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Continuous flight augering

Continuous flight augering (CFA) is a technique used in construction to create concrete piles.

Continuous flight auger has been used in the United Kingdom since 1966[1], but its use is relatively new in the United States. A continuous flight augering drill is used to excavate a hole and concrete is injected through a hollow shaft under pressure as the auger is extracted. This creates a continuous pile without ever leaving an open hole.

Continuous flight augering can be used to construct a secant pile wall which can be used as a retaining wall or as shoring during excavation. Once initial piles are set with concrete, other shafts are augured between them, slicing into the original piles, with the new ones receiving reinforcement. The finished result is a continuous wall of reinforced concrete that aids and protects workers during excavation.[2]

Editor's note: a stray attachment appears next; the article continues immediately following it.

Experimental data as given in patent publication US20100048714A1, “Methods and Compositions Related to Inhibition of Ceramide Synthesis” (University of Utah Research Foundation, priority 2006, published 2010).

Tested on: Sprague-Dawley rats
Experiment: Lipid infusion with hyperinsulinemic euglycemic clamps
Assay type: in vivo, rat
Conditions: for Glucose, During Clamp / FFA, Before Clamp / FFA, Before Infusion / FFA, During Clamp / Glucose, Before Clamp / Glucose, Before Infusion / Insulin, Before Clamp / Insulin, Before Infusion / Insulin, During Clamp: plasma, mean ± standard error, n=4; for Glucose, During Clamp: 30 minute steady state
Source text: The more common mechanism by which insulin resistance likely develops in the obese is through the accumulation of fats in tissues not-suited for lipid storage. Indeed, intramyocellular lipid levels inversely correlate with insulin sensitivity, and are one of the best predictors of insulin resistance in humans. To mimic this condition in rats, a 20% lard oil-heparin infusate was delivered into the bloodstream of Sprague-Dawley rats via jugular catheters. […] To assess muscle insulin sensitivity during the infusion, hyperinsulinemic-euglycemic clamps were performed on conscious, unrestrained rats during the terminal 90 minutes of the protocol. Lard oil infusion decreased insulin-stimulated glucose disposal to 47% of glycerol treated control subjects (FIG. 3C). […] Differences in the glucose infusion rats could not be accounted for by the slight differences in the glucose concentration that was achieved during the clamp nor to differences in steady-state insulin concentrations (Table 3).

See also

  • Shoring
  • Auger


  1. ^ Continuous Flight Auger Piling. Westpile.
  2. ^ Continuous Flight Augering Tried on Secant Pile Wall Shoring Job in Malibu. Associated Construction Publications.
This article is licensed under the GNU Free Documentation License. It uses material from the Wikipedia article "Continuous_flight_augering". A list of authors is available in Wikipedia.
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